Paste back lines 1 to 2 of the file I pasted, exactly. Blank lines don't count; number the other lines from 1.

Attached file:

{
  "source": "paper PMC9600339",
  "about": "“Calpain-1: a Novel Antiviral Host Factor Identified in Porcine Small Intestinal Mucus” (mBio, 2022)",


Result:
{
  "source": "paper PMC9600339",